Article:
Afghanistan: Kabul Suicide Attack Marks Deadliest Day For US In 10 Years
The two terror attacks in Kabul that took the lives of 13 US troops, marking the country’s deadliest day in Afghanistan in 10 years.
Yesterday, August 26, two suicide bombers and gunmen turned scenes of desperation at Kabul’s airport into horror. In addition to the US troops, at least 70 Afghans were murdered in the blasts and gunfire.
It’s the largest loss of life for Americans since August 5, 2011, when the Taliban shot down a Chinook military helicopter in the Maidan Wardak province southwest of Kabul. A total of 38 people were killed in that attack, with eight Afghans losing their lives along with 30 members of the US military.
It’s also the first time US troops have been killed since the Trump administration’s agreement with the Taliban in February 2020 calling for an end to the violence in exchange for the withdrawal of forces, which President Joe Biden has since followed through with, vowing to have all troops out by September.
The Islamic State Khorasan Province, also known as ISIS-K – an official regional affiliate of ISIS known for being extremely violent – has claimed responsibility for the attacks. There is no evidence to suggest the Taliban is working with the extremist group at the time of writing, as per The Independent.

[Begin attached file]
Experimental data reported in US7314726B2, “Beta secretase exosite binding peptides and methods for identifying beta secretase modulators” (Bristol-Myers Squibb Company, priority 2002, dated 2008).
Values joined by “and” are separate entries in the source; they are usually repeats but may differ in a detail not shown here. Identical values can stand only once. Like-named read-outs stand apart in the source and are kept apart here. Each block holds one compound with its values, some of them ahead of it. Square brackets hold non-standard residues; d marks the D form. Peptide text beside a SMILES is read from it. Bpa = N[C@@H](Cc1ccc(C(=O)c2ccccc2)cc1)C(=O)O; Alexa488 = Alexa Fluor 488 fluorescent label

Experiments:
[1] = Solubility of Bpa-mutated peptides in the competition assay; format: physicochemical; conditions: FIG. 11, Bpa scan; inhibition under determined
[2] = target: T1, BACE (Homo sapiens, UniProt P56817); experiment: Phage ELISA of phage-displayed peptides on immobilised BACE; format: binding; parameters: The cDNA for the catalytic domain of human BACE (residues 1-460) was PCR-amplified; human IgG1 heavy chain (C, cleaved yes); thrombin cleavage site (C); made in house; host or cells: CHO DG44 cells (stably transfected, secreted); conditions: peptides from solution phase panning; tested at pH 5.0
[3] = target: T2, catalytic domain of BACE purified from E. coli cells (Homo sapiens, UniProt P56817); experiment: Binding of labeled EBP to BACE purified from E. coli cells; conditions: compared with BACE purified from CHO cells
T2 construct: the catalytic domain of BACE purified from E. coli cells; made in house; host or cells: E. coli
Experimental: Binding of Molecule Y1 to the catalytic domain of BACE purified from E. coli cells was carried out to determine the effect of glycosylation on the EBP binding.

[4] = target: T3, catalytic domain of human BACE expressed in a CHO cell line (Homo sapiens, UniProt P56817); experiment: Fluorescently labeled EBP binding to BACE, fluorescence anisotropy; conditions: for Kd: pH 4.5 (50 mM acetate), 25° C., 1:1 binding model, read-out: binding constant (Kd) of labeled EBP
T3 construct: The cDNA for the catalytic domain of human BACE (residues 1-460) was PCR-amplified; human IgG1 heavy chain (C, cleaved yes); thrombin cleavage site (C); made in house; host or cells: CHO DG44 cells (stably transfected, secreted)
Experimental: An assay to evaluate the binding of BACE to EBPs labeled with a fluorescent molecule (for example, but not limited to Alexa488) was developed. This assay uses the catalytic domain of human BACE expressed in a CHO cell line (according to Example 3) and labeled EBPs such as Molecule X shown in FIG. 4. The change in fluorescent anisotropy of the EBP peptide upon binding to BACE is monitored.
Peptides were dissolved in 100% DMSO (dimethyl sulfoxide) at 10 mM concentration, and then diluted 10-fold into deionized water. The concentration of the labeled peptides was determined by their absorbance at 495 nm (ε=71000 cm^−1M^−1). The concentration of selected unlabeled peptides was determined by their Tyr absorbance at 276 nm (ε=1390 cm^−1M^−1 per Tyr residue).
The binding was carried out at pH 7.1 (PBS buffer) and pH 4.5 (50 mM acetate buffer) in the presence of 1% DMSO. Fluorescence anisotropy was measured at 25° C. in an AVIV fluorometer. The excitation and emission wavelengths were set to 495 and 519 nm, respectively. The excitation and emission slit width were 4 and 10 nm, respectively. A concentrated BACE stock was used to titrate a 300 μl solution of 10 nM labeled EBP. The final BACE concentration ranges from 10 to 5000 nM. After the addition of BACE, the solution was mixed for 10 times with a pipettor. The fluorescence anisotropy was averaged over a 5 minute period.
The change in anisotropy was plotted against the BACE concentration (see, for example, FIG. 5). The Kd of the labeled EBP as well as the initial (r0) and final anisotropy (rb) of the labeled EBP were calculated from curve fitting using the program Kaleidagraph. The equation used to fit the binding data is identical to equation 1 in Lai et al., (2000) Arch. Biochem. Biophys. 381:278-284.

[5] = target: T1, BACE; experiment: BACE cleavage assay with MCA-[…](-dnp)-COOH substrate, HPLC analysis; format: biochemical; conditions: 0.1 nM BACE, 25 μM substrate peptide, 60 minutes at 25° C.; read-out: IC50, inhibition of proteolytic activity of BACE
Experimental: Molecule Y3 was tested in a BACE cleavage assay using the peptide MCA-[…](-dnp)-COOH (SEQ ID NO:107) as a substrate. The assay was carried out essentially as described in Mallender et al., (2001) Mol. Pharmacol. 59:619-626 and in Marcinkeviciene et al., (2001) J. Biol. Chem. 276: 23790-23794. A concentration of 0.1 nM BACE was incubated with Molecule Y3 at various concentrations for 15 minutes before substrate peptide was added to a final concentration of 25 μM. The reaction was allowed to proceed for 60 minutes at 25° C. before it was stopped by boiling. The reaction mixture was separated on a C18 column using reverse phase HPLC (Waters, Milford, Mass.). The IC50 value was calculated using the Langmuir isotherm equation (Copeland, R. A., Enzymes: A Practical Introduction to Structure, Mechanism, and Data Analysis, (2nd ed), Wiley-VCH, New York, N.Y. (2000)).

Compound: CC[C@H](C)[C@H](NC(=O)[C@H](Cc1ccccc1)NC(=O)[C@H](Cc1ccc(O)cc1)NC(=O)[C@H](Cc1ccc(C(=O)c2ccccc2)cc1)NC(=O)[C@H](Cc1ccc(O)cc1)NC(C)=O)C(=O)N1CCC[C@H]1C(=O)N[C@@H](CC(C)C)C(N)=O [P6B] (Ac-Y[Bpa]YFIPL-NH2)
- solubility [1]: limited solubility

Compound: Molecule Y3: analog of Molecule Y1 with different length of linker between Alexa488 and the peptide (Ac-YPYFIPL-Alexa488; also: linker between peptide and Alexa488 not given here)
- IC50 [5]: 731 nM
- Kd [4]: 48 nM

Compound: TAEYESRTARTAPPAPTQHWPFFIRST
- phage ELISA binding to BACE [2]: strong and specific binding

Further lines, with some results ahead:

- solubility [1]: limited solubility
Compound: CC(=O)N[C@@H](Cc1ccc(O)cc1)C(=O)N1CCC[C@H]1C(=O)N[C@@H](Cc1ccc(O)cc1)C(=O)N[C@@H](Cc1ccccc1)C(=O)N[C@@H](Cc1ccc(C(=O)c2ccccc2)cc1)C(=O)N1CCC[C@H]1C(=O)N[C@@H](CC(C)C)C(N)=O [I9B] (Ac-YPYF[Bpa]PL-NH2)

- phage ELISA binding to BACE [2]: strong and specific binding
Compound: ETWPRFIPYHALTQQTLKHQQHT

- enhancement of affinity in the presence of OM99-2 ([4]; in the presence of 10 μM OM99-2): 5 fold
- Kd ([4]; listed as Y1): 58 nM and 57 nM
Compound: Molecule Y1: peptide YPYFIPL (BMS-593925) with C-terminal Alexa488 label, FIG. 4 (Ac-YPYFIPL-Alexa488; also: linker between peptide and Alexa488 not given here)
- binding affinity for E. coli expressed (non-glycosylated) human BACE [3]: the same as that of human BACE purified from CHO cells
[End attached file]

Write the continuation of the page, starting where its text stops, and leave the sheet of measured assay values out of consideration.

Biden issued an angry warning to ISIS-K in an address to the nation, saying, ‘To those who carried out these attacks today – as well as anyone who wishes America harm – know this: we will not forgive. We will not forget. We will hunt you down and make you pay.’
While paying tribute to the ‘heroes’ who ‘engaged in a dangerous, selfless mission to save the lives of others’, Biden confirmed the Pentagon is developing ‘operational plans to strike ISIS-K assets, leadership and facilities… we will respond with force and precision at our time, at the place we choose and the moment of our choosing’.
‘With regard to finding and tracking down the ISIS leaders who ordered this, we have some reason to believe we know who they are – not certain – and we will find ways of our choosing, without large military operations, to get them. Wherever they are,’ he added.
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